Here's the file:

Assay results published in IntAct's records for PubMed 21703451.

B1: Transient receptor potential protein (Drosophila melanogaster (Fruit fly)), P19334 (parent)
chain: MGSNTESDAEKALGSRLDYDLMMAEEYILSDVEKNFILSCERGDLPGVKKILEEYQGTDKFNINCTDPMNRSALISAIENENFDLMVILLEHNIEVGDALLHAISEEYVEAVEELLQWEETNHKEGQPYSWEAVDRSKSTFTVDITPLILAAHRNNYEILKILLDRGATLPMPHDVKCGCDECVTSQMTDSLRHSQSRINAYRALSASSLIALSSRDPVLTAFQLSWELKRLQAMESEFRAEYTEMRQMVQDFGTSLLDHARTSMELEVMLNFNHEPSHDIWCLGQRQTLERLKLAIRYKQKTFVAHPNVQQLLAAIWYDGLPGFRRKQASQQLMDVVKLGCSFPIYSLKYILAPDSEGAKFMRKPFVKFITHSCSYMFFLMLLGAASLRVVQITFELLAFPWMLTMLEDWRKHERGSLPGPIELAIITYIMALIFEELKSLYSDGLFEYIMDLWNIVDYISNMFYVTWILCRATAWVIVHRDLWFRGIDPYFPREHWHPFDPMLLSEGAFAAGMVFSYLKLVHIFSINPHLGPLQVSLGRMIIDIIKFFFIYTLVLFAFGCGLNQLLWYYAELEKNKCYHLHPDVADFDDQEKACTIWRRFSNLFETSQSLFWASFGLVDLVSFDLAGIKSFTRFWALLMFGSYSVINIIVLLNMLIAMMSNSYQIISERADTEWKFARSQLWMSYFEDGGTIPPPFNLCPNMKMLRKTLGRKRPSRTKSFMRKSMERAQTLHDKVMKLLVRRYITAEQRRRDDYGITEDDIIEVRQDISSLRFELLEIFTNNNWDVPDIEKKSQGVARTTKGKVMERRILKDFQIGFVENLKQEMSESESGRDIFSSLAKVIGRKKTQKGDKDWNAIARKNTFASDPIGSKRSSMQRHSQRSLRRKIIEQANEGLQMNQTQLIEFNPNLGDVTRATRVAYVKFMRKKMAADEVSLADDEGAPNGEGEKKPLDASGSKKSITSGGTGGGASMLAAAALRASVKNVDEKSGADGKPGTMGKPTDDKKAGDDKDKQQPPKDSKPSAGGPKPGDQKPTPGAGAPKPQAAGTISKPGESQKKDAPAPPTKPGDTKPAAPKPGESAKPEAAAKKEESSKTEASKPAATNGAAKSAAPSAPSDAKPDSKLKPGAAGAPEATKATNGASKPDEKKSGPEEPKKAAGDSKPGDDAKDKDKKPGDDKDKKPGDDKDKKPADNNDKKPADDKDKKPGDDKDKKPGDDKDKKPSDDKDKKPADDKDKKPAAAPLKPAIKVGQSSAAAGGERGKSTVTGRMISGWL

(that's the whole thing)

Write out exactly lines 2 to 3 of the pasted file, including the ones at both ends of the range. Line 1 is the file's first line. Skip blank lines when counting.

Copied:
B1: Transient receptor potential protein (Drosophila melanogaster (Fruit fly)), P19334 (parent)
chain: MGSNTESDAEKALGSRLDYDLMMAEEYILSDVEKNFILSCERGDLPGVKKILEEYQGTDKFNINCTDPMNRSALISAIENENFDLMVILLEHNIEVGDALLHAISEEYVEAVEELLQWEETNHKEGQPYSWEAVDRSKSTFTVDITPLILAAHRNNYEILKILLDRGATLPMPHDVKCGCDECVTSQMTDSLRHSQSRINAYRALSASSLIALSSRDPVLTAFQLSWELKRLQAMESEFRAEYTEMRQMVQDFGTSLLDHARTSMELEVMLNFNHEPSHDIWCLGQRQTLERLKLAIRYKQKTFVAHPNVQQLLAAIWYDGLPGFRRKQASQQLMDVVKLGCSFPIYSLKYILAPDSEGAKFMRKPFVKFITHSCSYMFFLMLLGAASLRVVQITFELLAFPWMLTMLEDWRKHERGSLPGPIELAIITYIMALIFEELKSLYSDGLFEYIMDLWNIVDYISNMFYVTWILCRATAWVIVHRDLWFRGIDPYFPREHWHPFDPMLLSEGAFAAGMVFSYLKLVHIFSINPHLGPLQVSLGRMIIDIIKFFFIYTLVLFAFGCGLNQLLWYYAELEKNKCYHLHPDVADFDDQEKACTIWRRFSNLFETSQSLFWASFGLVDLVSFDLAGIKSFTRFWALLMFGSYSVINIIVLLNMLIAMMSNSYQIISERADTEWKFARSQLWMSYFEDGGTIPPPFNLCPNMKMLRKTLGRKRPSRTKSFMRKSMERAQTLHDKVMKLLVRRYITAEQRRRDDYGITEDDIIEVRQDISSLRFELLEIFTNNNWDVPDIEKKSQGVARTTKGKVMERRILKDFQIGFVENLKQEMSESESGRDIFSSLAKVIGRKKTQKGDKDWNAIARKNTFASDPIGSKRSSMQRHSQRSLRRKIIEQANEGLQMNQTQLIEFNPNLGDVTRATRVAYVKFMRKKMAADEVSLADDEGAPNGEGEKKPLDASGSKKSITSGGTGGGASMLAAAALRASVKNVDEKSGADGKPGTMGKPTDDKKAGDDKDKQQPPKDSKPSAGGPKPGDQKPTPGAGAPKPQAAGTISKPGESQKKDAPAPPTKPGDTKPAAPKPGESAKPEAAAKKEESSKTEASKPAATNGAAKSAAPSAPSDAKPDSKLKPGAAGAPEATKATNGASKPDEKKSGPEEPKKAAGDSKPGDDAKDKDKKPGDDKDKKPGDDKDKKPADNNDKKPADDKDKKPGDDKDKKPGDDKDKKPSDDKDKKPADDKDKKPAAAPLKPAIKVGQSSAAAGGERGKSTVTGRMISGWL